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Chaowei Chen
on 28 Aug 2011

[U,S,V]=svd(C) gives you the singular value decomposition of C. i.e., C=U*S*V'

where the singular values S are in decreasing order. Therefore, the most dominant eigenvector is U(:,1), for example.

Illya
on 14 Jul 2014

Almost correct: SVD is works fine only for PSD case.

If C is not PSD, there is no way to use SVD to get eigenvectors. Even using svd(C*C) ou svd(C*C') will not produce correct eigenvectors. Try, for example,

C=[0 1 1;0 1 1;1 0 0];

first with eigs()

[V,D]=eigs(C);

lambda=D(1,1), v=V(:,1),

C*v-lambda*v

% lambda =

%

% 1.6180

%

%

% v =

%

% -0.6479

% -0.6479

% -0.4004

%

%

% ans =

%

% 1.0e-015 *

%

% 0.2220

% 0

% 0.4441

And then with svd():

[U,S,V]=svd(C); v=U(:,1)

C*v-lambda*v

% v =

%

% -0.7071

% -0.7071

% 0

%ans =

%

% 0.4370

% 0.4370

% -0.7071

or, even using squared a argument:

[U,S,V]=svd(C*C); v=U(:,1)

lambda=sqrt(S(1,1))

C*v-lambda*v

% v =

%

% -0.6280

% -0.6280

% -0.4597

%

%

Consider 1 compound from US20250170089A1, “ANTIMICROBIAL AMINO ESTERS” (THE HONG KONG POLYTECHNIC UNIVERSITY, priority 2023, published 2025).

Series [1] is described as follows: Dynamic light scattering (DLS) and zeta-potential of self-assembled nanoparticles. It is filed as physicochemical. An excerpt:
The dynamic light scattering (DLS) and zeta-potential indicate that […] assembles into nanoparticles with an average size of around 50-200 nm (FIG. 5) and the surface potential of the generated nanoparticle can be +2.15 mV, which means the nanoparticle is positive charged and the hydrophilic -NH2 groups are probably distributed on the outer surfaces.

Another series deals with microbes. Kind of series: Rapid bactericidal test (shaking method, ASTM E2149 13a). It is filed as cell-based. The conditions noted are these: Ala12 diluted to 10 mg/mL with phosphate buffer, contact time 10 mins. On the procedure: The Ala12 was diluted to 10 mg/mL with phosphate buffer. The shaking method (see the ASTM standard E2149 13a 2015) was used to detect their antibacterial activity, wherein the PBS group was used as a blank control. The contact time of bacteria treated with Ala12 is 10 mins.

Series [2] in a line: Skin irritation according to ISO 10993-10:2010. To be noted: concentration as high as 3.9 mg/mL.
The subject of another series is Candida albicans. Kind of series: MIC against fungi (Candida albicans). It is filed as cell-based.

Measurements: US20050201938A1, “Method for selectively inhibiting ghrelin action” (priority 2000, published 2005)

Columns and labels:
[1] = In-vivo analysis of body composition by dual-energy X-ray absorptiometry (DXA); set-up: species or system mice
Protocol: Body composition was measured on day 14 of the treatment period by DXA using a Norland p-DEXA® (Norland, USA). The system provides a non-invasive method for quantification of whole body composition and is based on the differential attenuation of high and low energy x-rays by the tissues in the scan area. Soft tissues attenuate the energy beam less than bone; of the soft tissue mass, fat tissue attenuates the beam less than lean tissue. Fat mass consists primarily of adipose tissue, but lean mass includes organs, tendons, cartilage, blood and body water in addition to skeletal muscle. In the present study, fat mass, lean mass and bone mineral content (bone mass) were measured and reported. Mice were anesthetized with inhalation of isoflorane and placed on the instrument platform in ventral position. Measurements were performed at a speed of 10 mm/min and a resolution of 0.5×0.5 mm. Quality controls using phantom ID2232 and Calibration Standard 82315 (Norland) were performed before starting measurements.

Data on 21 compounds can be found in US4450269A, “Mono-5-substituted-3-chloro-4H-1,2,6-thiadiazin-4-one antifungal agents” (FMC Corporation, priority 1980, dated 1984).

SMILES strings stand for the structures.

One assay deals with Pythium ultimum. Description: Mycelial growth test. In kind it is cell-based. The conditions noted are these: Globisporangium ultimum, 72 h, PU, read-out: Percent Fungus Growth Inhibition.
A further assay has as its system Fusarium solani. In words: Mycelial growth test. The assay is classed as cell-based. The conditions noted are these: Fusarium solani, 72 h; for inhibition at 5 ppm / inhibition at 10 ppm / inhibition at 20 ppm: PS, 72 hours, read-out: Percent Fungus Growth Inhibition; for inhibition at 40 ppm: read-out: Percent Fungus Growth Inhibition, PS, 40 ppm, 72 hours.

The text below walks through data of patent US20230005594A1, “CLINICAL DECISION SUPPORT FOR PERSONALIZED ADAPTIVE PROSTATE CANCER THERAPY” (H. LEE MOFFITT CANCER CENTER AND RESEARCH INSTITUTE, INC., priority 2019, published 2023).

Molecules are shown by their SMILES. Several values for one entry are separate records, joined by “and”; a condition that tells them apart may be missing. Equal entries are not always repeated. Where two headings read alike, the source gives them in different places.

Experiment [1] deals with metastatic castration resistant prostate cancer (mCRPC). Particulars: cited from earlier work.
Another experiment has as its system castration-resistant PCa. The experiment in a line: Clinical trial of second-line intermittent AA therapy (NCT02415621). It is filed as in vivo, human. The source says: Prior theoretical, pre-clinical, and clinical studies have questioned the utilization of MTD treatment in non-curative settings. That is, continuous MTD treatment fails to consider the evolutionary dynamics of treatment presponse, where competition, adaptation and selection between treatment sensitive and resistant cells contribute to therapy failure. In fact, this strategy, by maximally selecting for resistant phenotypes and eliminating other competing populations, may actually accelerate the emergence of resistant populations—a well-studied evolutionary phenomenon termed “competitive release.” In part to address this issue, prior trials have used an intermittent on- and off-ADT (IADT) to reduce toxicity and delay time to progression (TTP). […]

% lambda =

%

% 1.6529

%

%

% ans =

%

% -0.0497

% -0.0497

% 0.1319

The squared version is much closer, but still far away from the right answer. The 'pseudo PSD' version (svd(C*C')) would produce the same U vectors as svd(C), which *is the eigenvector of C*C' but not an igenvector of C*.

However, all the above code would produce correct results for some PSD matrix, e.g. C1=C*C'.

Christine Tobler
on 12 May 2017

I realize this is an old post, but this might be helpful to others:

One reason for EIG to return complex values with very small imaginary part, could be that A is very close to, but not exactly, symmetric. In this case,

[U, D] = eig( ( A + A')/2 );

will make EIG treat the input as symmetric, and always return real eigenvalues.

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